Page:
Living in Darkness

I haven't updated my blog for a long time. 

I want to share something with you. Two weeks ago my GP diagnosed me with depression. 

We can’t control how we feel and the thoughts we get. The average person will typically have more than 6,000 thoughts in a single day, and the brain can process these thoughts. However, I wasn’t able to think straight because of certain things that had happened and I wasn’t in control of it.

This goes back to Autumn’s Synod in the London District. I put my name down to attend the Methodist Conference as a presbyter. The London District had two spaces for Presbyters and three applied. I came third and the other two Presbyters were chosen fairly. Some reading this might think this is trivial and it’s only a conference but don’t forget we can’t control our thoughts because we average about 3000 thoughts per hour or 50 per minute, just under one per second. 

I have taken this badly. I struggle with ministers who have attended the Methodist Conference before because it stops other ministers like me from going for the first time. I struggled that Helen would be away at a conference on my birthday. I felt rejected and let down by a denomination I’ve worked for since 2008 as a lay worker and ordained minister. The thought of spending my birthday alone with family living miles away made me feel lonely and unloved. I have decided to attend the conference at my own expense. At least I get to spend time with Helen.

This was only the beginning. 

When looking back, things were happening, and I felt doors were closing in my face. During Holy Week, I witnessed losses that included saying goodbye and a death. I was worried about losing the people I loved. Who would be next? 

I also felt that social media was making me feel anxious. We are more connected than ever, but we are more lonely. Sometimes we worry more about the relationships on our screens than the people we have physically around us.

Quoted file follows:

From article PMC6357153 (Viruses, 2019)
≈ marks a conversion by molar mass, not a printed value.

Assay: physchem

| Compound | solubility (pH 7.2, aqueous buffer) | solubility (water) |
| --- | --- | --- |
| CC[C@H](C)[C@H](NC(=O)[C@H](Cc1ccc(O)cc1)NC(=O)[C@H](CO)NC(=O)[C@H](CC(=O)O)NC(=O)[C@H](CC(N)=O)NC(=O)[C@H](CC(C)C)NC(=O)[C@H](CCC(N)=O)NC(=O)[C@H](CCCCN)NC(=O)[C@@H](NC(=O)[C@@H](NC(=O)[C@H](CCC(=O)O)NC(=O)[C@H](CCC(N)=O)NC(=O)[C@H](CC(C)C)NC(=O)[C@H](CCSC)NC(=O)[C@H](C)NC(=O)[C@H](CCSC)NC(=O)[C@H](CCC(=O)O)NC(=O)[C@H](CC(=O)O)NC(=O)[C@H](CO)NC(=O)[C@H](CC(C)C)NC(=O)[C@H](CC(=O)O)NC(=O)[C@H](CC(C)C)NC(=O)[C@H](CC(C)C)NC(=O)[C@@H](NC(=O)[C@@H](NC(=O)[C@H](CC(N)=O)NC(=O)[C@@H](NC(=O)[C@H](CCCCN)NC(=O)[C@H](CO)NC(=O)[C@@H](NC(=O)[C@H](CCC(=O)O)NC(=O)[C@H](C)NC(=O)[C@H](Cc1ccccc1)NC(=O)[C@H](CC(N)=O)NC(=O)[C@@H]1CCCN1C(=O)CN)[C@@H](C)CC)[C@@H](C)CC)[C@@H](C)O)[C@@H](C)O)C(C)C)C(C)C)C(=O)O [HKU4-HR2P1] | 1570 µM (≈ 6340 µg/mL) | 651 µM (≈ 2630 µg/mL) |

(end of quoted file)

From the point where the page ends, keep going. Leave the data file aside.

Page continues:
Questions and doubts came to my head; am I good enough? Do people love me?

This last month I have felt like I’m in a black hole and I don’t feel myself. Darkness is scary! I have felt rejected, unwanted, lonely, unloved, and useless. I feel worried about things out of my control.

On the cross, Jesus cried out “My God, my God, why have you forsaken me” (Matthew 27:46 & Mark 15:34). Jesus’ cry from Psalm 22 would have been of a suffering Savior facing death for the most noble cause. These words by Jesus have been such a comfort to me because I felt distant and forgotten and I’m trying my very best to get out of this hole.

Sadly, there is a stigma when it comes to depression in our churches. People think as a Christian, we should always be smiling because we have Jesus on our side. People look at me as a minister thinking I should always be alright because I have a direct call to God, but if only they knew. I have often cried out “Where are you, God”. A minister devotes themselves to giving so much of their time to people and we get called for having time off or if we are off sick. The church can be a lonely place if you suffer from depression. We need to do more work on Mental Health in our churches. 

Helen recently gave me a book called ‘Honesty, Over Silence’ by Patrick Regan. Patrick has recently suffered from depression. In his book, he mentions a blog post called 10 lies depression tells us. Here are the ten:

  1. Depression tries to convince us that we are not ill.
  2. Depression tells us that everything is our fault.
  3. Depression tells us that nobody cares about us or likes us 
  4. Depression tells us that we’re not good enough.
  5. Depression tells us we don’t deserve things.
  6. Depression tells us that we’re a bad person.
  7. Depression tells us to be quiet.
  8. Depression tells us that we’re a burden.
  9. Depression tells us that we don’t deserve help and support.
  10. Depression tells us there is no hope.

I can relate to these 10.

I was going through all the emotions, crying, quiet, not feeling myself, fed up, and distant. On my worst days, I thought everyone would be better off If I wasn’t here. I know this isn’t true, but that’s how I felt and sometimes we are not in control of what the mind tells us.

I’m on antidepressants and getting the correct support. I want to do this blog to share that it’s OK not to be OK. The best thing that we can do is reach out to each other. I hope by doing this blog will help. From now on I will sharing on my blog about each of these triggers.

Thank you for understanding. 


  1. Wow! I'm feeling moved by this and your honesty. People will be able to really connect with you and I'm sure you will help many people including myself. Thank you for empowering us and sharing your story.


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